8. Gunasekera WM, Premaratne R, Fernando D, Munaz M, Piyasena MGY, Perera D, et al. A comparative analysis of the outcome of malaria case surveillance strategies in Sri Lanka in the prevention of re-establishment phase. Malar J. 2021;20:80.

    Article  Google Scholar 

  9. Anti Malaria Campaign, Sri Lanka. Guidelines on malaria chemotherapy and management of patients with malaria. Office of the Director General of Health Services; 2014. General Circular No. 02–112/2014. Accessed 2nd Jun 2022.

  10. de A W Gunasekera WMKT, Premaratne RG, Premawansa WS, Weerasena OVDSJ, Handunetti SM, Fernando SD. Utility of pf/pan RDT for diagnosis in the prevention of re-establishment of malaria in Sri Lanka. Pathog Glob Health. 2018;12:360–7.

    Article  Google Scholar 

  11. Cheng Q, Gatton ML, Barnwell J, Chiodini P, McCarthy J, Bell D, et al. Plasmodium falciparum parasites lacking histidine-rich protein 2 and 3: a review and recommendations for accurate reporting. Malaria J. 2014;13:283.

    Article  Google Scholar 

  12. Dharmawardena P, Premaratne RG, Gunasekera WM, Hewavitarane M, Mendis K, Fernando D. Characterization of imported malaria, the largest threat to sustained malaria elimination from Sri Lanka. Malar J. 2015;14:177.

    Article  Google Scholar 

  13. Mens PF, Matelon RJ, Nour BY, Newman DM, Schallig HD. Laboratory evaluation on the sensitivity and specificity of a novel and rapid detection method for malaria diagnosis based on magneto-optical technology (MOT). Malar J. 2010;9:207.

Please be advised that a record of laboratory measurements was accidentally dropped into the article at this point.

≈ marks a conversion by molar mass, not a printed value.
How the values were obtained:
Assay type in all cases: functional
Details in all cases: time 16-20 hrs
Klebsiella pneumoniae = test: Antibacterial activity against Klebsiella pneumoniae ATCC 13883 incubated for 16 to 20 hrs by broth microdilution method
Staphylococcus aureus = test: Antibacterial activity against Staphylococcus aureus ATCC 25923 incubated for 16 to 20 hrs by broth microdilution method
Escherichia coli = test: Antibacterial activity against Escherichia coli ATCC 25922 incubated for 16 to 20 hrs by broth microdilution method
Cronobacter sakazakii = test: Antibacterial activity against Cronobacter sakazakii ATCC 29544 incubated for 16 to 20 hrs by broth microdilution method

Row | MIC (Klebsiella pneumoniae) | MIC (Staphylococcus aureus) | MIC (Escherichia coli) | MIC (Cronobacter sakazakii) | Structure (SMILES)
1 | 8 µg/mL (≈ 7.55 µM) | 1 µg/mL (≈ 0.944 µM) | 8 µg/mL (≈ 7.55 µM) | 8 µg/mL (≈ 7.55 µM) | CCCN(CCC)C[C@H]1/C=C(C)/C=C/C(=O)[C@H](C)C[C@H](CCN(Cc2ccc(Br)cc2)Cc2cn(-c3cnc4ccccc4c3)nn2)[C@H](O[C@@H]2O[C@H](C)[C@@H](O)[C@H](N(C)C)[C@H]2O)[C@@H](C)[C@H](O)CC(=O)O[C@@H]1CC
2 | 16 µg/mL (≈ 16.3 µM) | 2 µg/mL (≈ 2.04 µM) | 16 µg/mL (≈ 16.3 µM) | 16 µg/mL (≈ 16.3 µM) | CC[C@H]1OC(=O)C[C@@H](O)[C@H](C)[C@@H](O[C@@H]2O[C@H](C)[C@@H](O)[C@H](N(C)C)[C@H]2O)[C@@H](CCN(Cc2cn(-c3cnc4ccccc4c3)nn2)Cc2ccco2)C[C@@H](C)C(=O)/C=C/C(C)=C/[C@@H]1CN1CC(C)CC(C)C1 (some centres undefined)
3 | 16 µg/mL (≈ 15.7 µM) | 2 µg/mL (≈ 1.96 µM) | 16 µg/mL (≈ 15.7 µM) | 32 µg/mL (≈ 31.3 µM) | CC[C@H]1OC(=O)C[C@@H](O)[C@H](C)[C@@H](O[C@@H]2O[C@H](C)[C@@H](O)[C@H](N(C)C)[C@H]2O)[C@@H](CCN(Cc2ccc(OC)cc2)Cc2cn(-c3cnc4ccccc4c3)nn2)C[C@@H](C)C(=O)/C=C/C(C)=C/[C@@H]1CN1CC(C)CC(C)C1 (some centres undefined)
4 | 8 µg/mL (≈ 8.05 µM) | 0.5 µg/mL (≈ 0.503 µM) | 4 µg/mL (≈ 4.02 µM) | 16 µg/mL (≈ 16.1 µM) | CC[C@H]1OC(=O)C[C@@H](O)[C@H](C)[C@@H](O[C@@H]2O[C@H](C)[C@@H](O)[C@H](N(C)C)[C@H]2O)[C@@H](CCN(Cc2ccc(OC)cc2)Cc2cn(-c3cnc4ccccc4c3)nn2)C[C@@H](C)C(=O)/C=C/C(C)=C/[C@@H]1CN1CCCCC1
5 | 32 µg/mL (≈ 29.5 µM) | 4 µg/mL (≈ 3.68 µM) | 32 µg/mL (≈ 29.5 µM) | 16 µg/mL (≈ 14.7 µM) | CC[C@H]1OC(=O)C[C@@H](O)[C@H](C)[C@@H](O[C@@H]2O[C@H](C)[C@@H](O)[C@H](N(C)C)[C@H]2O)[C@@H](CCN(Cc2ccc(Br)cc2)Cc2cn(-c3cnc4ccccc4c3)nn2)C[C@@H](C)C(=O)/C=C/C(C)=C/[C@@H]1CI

Article  Google Scholar 

  14. Newman DM, Heptinstall J, Matelon RJ, Savage L, Wears ML, Beddow J, et al. A magneto-optic route towards the in-vivo diagnosis of malaria: preliminary results and preclinical trial data. Biophys J. 2008;95:994–1000.

    Article  CAS  Google Scholar 

  15. Nyunt M, Pisciotta J, Feldman AB, Thuma P, Scholl PF, Demirev PA, et al. Detection of Plasmodium falciparum in pregnancy by laser desorption mass spectrometry. Am J Trop Med Hyg. 2005;74:485–90.

    Article  Google Scholar 

  16. Webster M, Kumar V. Gazing at the crystal rods of malaria. Clin Chem. 2014;60:1353–5.

    Article  CAS  Google Scholar 

  17. Lwanga SK, Lemeshow S. Sample size determination in health studies, a practical manual. Geneva: World Health Organization; 1991. p. 1–3.

    Google Scholar